Dear Mr. Premack: I had my durable power of attorney done by an attorney in 1993. I listed my father as Agent with my mother as first backup Agent. Recently, my father died. The last item in the POA says that it will be in effect unless revoked by written instrument recorded in the court house (the original was recorded). All I need to do is remove my dad and appoint a new alternate. Is there any easy way to accomplish this? HWA
Yes, there is an easy way: go back to your lawyer and get a new durable power of attorney that names a new alternate. Or maybe you meant: is there a way I can alter the 1993 POA to do what I want? Texas law says you cannot. The law requires you to sign a new durable power of attorney revoking the 1993 document and appointing new agents.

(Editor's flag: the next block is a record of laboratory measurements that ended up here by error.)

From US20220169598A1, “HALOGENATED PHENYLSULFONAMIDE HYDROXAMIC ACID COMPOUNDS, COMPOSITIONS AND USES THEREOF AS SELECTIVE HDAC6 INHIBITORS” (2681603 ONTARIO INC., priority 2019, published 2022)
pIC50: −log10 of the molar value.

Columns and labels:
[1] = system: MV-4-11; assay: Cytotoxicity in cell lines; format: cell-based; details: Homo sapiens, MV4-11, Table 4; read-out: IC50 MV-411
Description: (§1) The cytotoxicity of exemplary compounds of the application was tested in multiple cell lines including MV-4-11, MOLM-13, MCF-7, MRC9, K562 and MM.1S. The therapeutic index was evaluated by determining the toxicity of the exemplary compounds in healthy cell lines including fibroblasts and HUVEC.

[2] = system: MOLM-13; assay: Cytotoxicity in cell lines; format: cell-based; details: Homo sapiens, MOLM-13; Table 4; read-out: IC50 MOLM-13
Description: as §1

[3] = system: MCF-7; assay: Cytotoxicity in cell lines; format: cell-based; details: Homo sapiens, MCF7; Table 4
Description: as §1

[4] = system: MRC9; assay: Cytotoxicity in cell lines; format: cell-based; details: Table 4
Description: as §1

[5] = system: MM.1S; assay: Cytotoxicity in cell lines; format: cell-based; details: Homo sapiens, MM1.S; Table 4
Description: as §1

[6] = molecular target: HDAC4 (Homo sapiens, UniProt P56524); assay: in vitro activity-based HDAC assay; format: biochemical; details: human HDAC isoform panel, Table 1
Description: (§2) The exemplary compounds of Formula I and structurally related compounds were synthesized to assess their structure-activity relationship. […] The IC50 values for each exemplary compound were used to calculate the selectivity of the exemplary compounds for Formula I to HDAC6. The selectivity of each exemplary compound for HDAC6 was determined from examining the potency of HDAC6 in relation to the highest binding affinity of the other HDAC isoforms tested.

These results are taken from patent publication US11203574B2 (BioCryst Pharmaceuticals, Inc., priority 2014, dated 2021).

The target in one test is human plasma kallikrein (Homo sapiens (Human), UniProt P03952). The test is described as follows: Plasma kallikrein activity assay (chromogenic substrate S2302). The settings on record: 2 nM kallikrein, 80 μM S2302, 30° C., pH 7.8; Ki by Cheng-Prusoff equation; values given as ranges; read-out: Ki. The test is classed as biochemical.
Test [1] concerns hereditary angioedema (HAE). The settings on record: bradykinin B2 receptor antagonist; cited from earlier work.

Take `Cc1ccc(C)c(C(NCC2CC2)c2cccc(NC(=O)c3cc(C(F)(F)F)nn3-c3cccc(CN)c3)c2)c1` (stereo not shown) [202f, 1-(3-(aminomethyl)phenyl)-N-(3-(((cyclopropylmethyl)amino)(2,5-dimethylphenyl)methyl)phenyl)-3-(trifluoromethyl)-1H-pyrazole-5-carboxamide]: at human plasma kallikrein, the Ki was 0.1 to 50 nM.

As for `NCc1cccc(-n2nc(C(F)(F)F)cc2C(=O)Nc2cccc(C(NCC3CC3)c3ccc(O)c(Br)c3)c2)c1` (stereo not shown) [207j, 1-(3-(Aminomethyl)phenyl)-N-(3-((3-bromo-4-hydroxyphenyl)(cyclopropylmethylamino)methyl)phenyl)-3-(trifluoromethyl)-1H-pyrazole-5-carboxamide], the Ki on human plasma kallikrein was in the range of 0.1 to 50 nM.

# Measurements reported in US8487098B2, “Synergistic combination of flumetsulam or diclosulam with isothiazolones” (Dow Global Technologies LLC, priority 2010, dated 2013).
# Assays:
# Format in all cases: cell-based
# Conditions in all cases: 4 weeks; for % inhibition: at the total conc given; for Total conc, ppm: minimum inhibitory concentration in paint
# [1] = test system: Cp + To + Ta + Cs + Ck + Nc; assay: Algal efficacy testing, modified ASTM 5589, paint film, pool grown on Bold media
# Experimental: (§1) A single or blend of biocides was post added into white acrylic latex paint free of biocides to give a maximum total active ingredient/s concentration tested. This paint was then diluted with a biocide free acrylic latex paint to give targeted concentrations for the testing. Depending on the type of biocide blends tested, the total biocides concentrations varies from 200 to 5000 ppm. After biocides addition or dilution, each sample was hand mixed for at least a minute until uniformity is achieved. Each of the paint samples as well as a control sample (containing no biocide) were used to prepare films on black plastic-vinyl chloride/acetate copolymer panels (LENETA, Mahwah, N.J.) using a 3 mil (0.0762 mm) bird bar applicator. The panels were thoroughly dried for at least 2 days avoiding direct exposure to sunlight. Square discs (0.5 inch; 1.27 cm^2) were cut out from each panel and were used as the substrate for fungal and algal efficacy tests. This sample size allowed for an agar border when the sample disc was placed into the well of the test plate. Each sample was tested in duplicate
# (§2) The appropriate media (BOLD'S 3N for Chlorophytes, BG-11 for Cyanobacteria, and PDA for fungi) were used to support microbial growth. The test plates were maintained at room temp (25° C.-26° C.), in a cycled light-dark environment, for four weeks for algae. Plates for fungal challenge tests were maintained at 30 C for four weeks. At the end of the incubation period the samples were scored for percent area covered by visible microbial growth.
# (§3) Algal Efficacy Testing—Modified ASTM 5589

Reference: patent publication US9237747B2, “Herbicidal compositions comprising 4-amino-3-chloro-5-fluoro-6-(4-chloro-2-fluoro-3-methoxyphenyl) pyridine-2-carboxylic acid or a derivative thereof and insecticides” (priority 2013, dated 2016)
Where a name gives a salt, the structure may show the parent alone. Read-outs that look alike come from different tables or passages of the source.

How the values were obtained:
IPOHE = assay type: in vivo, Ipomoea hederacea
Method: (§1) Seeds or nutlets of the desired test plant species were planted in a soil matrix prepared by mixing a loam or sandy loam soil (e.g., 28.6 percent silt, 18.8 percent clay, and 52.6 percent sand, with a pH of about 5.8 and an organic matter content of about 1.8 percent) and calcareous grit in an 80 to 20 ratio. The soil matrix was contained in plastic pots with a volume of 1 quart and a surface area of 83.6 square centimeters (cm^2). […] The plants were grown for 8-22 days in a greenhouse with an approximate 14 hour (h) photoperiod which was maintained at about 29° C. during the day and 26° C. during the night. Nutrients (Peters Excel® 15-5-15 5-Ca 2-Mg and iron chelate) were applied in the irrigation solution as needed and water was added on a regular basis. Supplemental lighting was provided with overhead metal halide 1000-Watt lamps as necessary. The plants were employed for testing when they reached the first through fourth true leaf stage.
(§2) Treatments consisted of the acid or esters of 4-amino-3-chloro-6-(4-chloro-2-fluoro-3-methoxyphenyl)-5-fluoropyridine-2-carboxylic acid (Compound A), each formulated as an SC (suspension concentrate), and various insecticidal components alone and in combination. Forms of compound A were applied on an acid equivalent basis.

The law itself has changed in many ways since 1993. A new durable power of attorney should address various legal issues that did not exist back then. For instance: you authorize your Agent to pay your bills for you if you become ill. A bill comes in the mail from some doctor’s office, and the Agent wants to know what it is before spending your money. In 2004, the federal HIPAA law forbid the doctor’s office to disclose that information without your prior consent. Thus, a new durable power of attorney should include provisions dealing with HIPAA. There are other examples, but the point is that it would be time to legally update your power of attorney even if your father had not recently passed on.
Paul Premack is a Certified Elder Law Attorney and a Five Star Wealth Manager (Texas Monthly Magazine 2009-2013) practicing estate planning and probate law in San Antonio.
Original Publication: San Antonio Express News, November 19, 2010